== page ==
Cookies on this website
We use cookies to ensure that we give you the best experience on our website. If you click 'Continue' we'll assume that you are happy to receive all cookies and you won't see this message again. Click 'Find out more' for information on how to change your cookie settings.

PURPOSE We explored participants' accounts of weight loss interventions to illuminate the reasons behind the greater weight loss observed among those attending a commercial program compared with those receiving standard care in a recent large-scale trial. We further wanted to examine how participants' general explanatory model of being overweight related to the 2 different interventions. METHODS Our study was based on thematic analysis of semistructured telephone interviews with a purposeful sample of 16 female participants from the UK center of a randomized controlled trial of weight loss in primary care. RESULTS The commercial provider delivered weight management in a nonmedical context, which mirrors how participants regard being overweight. Participants felt they needed support and motivation rather than education, and valued the ease of access and frequent contact the commercial provider offered. Some participants preferred individual level support with their primary care clinician, and all were positive about the opportunity to access support through the primary care setting. CONCLUSIONS Primary care referral to a commercial weight loss program for people who do not require specific clinical care appears to be in accord with their general explanatory model about being overweight, offering motivation and support to lose weight outside a strictly medical context. This approach may not be effective or acceptable for everyone, however, and there are likely to be considerable variations in the explanatory models held. Findings support the argument that a range of evidence-based options for weight management should be available in primary care.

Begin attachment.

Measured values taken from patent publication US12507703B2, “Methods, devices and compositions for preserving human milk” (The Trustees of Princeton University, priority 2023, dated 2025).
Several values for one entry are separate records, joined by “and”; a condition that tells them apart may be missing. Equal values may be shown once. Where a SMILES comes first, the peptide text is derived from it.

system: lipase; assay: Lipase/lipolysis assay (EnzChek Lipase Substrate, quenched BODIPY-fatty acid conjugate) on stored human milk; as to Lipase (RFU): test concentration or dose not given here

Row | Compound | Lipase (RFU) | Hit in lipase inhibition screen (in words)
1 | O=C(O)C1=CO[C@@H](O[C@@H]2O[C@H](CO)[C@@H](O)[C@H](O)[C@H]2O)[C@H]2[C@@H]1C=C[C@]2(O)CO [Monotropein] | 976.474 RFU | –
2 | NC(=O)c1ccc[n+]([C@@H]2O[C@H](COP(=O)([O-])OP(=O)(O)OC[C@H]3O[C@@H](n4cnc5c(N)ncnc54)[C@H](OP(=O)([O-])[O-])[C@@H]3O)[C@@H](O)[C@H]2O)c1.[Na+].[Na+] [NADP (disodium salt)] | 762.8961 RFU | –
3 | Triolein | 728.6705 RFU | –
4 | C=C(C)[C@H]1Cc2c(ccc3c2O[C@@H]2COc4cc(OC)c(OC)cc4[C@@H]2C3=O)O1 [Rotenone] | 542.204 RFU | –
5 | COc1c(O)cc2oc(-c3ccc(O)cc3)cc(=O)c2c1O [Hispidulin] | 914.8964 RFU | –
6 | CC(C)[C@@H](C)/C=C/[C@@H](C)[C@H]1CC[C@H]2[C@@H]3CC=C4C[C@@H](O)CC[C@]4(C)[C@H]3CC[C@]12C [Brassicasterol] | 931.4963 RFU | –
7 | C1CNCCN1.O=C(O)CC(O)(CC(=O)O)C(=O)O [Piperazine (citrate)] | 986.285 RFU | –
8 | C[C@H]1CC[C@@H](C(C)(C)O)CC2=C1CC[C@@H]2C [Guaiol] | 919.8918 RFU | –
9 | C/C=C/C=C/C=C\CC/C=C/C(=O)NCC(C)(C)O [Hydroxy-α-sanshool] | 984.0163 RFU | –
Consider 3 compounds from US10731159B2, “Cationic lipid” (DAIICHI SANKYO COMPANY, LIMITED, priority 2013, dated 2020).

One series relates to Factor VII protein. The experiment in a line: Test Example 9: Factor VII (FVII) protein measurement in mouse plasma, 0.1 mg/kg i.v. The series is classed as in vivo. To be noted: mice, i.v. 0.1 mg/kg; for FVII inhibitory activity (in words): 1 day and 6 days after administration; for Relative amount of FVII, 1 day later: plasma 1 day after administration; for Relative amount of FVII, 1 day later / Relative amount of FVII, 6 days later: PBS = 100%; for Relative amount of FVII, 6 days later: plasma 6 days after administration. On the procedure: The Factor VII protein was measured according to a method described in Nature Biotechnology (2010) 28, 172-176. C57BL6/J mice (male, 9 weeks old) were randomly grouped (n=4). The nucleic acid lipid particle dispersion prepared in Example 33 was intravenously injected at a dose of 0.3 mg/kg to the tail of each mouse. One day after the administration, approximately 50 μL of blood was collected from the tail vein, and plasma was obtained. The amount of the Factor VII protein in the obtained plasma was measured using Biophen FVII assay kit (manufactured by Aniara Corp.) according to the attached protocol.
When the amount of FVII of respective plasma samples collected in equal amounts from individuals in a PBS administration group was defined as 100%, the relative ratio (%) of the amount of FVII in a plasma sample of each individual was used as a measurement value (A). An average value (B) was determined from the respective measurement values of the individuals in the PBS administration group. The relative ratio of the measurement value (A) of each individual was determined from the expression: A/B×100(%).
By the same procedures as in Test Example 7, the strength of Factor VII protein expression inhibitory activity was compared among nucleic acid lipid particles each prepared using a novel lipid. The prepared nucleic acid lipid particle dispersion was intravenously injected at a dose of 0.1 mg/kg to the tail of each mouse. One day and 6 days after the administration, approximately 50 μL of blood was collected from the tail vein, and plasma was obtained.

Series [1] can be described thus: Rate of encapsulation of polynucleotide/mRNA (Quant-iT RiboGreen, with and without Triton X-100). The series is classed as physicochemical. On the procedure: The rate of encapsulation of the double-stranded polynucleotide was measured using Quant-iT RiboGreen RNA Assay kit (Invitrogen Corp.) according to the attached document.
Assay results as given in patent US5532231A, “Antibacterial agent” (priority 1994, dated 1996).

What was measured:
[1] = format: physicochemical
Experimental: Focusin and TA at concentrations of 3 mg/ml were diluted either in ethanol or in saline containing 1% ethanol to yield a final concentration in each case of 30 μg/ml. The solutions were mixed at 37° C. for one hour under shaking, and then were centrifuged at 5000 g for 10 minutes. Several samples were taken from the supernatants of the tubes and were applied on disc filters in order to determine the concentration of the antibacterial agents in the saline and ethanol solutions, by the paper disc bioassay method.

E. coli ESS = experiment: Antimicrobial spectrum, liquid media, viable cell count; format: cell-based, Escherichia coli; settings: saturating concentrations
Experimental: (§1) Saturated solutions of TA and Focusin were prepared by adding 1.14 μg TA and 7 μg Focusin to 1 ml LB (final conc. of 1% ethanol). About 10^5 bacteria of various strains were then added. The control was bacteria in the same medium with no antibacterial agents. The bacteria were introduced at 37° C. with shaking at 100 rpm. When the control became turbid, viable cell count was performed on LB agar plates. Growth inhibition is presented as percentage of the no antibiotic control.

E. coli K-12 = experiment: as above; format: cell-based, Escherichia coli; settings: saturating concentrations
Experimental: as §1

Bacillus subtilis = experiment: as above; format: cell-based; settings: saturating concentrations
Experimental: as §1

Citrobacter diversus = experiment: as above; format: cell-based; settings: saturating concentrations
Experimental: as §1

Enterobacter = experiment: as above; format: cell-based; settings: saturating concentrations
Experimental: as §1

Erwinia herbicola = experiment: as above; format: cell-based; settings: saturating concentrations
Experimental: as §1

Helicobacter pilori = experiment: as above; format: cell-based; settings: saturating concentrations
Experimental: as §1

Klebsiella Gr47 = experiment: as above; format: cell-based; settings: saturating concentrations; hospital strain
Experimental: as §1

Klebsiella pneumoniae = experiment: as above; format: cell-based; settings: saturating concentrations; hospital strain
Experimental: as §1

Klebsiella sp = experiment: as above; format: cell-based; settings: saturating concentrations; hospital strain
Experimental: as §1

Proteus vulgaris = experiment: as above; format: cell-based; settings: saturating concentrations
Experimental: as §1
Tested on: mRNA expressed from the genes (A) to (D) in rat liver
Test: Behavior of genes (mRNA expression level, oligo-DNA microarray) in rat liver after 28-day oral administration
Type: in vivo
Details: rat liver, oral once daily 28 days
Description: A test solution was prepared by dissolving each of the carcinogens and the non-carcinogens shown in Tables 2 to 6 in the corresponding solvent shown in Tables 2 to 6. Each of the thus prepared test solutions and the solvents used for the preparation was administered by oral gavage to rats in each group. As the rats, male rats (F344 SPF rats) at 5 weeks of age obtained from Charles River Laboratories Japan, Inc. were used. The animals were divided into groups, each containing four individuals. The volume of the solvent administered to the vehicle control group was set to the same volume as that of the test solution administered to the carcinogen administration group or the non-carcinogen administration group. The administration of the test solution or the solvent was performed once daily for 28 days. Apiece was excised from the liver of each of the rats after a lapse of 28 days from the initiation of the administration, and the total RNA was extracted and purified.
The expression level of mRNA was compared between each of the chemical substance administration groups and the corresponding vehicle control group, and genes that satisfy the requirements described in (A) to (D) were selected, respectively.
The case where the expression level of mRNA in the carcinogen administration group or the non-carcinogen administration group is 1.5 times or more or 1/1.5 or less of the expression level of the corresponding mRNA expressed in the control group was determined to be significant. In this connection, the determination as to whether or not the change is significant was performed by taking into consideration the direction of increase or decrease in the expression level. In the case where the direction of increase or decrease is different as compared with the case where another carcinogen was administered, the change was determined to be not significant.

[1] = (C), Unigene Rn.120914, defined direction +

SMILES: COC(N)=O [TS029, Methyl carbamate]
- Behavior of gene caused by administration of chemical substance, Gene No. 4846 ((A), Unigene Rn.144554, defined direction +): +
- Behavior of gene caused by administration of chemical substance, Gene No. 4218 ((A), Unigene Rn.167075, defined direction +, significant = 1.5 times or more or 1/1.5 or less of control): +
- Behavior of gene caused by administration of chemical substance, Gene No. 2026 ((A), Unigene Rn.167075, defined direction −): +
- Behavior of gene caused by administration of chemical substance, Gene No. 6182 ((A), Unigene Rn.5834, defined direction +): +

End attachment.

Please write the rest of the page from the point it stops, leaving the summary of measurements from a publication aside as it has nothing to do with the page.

Original publication

DOI

10.1370/afm.1446

Type

Journal article

Journal

Annals of Family Medicine

Publication Date

01/01/2013

Volume

11

Pages

251 - 257